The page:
While I like the visual, it's just weird to not see any product images at all. I own maybe thirty figures from DST's "Select" lines (in addition to seeing box shots) and can't recall one other instance of this happening.

Before we go any further, I should mention that there are at *least* three configurations for this particular figure. I had known about the comic/specialty shop-exclusive "Fireman" Spidey and the Disney/Marvel.com exclusive unmasked variant. However, until this arrived on my doorstep, I don't believe that I was even aware this one existed. As near as I can tell, it might just be a direct offering from Diamond Select Toys.

What's so different, you ask? Both of the previously announced versions went very heavy on the accessories and lacked a base. This one takes the opposite approach by virtue of featuring only one alternate hand, two web accessories, and a wall diorama piece (which can be mounted on your wall). If that wall looks familiar, you might remember that it was the Marvel Select ASM1 Spidey's accessory that seemed to come with every version of that figure.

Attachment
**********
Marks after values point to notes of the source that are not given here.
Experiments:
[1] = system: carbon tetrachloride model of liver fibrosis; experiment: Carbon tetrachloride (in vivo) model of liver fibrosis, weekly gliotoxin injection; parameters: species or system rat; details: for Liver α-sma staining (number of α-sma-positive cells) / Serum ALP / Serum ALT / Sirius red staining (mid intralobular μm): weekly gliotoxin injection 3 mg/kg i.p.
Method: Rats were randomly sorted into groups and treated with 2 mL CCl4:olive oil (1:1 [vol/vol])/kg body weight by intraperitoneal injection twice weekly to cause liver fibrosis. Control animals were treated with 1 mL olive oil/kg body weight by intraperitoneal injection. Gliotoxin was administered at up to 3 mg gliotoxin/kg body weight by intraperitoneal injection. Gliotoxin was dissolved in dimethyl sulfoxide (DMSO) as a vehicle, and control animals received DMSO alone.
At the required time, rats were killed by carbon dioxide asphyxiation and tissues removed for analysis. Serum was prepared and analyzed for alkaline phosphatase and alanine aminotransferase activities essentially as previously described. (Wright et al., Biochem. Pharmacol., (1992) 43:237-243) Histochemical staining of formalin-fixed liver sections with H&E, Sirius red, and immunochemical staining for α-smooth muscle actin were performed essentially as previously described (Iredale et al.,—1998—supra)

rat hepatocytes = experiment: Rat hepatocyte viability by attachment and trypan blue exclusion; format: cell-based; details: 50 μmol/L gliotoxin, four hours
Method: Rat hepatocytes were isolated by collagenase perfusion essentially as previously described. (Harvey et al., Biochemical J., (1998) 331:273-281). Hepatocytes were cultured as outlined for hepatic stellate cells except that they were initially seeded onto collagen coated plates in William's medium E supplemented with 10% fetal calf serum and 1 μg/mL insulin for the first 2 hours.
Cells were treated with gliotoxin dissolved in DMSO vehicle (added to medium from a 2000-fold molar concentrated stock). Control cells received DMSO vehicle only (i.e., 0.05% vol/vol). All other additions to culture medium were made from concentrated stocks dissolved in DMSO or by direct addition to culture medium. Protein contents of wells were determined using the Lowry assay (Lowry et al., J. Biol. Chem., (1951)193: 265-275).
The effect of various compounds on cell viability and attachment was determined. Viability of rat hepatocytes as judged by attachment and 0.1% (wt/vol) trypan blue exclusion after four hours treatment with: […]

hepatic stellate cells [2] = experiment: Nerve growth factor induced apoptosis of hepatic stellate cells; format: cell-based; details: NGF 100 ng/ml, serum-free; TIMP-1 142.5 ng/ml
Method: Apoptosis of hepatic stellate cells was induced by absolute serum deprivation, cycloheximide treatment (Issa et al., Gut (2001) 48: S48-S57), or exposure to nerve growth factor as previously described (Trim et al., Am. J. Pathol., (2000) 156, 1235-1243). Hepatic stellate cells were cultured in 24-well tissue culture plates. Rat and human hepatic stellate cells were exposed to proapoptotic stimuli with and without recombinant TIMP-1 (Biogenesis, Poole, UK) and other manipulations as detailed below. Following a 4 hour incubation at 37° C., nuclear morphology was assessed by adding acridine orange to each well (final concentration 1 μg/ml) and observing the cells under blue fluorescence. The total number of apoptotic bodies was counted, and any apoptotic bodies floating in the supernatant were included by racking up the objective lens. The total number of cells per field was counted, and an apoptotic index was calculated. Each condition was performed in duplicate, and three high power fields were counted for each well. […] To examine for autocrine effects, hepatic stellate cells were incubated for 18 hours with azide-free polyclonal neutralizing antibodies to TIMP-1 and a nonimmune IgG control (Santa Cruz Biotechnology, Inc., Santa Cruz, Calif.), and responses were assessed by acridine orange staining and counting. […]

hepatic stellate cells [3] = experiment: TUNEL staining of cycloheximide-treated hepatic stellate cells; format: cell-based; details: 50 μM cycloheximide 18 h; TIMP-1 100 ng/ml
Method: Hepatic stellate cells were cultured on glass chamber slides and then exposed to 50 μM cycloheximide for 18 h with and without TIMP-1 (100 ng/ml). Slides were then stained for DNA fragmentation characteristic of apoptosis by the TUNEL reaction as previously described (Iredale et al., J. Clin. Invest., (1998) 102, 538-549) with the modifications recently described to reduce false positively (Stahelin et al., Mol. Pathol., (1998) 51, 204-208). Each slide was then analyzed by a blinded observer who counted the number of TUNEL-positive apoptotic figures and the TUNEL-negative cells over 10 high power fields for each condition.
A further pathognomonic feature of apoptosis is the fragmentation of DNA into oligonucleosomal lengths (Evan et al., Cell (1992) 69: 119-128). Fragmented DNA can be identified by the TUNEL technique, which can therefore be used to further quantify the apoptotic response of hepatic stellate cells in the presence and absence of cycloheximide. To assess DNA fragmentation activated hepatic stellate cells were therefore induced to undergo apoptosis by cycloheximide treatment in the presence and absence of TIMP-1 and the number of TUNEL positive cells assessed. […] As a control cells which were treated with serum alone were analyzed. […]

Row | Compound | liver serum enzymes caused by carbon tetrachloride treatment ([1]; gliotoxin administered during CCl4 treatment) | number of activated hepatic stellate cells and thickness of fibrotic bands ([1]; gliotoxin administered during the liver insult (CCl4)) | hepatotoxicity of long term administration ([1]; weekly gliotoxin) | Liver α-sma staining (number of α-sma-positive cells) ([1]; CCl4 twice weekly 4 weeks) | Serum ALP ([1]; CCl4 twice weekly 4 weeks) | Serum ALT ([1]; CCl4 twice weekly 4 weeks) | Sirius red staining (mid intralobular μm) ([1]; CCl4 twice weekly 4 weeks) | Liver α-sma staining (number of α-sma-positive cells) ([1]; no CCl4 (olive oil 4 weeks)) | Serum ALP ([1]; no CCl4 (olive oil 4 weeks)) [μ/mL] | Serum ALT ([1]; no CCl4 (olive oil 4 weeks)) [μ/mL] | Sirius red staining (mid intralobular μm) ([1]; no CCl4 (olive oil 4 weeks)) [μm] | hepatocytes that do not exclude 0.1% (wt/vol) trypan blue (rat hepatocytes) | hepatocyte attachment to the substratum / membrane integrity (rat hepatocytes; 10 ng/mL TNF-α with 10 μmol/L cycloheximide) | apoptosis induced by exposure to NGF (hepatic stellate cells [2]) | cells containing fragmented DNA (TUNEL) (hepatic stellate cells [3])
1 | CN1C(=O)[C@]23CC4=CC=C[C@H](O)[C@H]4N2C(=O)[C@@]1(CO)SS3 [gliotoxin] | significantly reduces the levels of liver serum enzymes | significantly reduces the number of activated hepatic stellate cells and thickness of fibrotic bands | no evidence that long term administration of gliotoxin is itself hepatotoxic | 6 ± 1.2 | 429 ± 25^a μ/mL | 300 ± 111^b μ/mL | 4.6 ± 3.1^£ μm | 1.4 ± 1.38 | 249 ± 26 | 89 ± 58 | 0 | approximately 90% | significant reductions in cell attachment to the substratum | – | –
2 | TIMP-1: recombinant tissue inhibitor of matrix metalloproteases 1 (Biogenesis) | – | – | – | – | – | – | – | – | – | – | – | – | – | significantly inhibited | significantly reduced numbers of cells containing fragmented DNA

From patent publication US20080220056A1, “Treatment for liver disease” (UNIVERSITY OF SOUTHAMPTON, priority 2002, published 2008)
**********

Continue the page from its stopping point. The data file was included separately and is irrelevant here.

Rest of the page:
It's not a bad accessory, but I imagine a lot of fans probably already have one from whichever version of the MS ASM1 Spidey they picked up. It's something of a baffling decision as well when you consider how many alternate parts the comic/specialty and Disney releases featured.

The actual figure looks great, however. The sculpting is great, the paint apps feature crisp colors, and the jointing is generally unobtrusive. The paint on my copy features a few scrapes that, for the most part, are more visible in photographs due to the greater amount of lighting.

Now for the all-important question: How does the "sequel" stand up to the previous version?

For the most part, the Marvel Select ASM2 Spider-Man holds its own against the Marvel Select ASM1 Spider-Man (note: this is the Disney Store variant which uses a metallic paint). Despite both being movie Spider-Man figures, the two are surprisingly hard to compare. The baseline aesthetic is great on both figures but the ASM2 Spidey sports some very different jointing.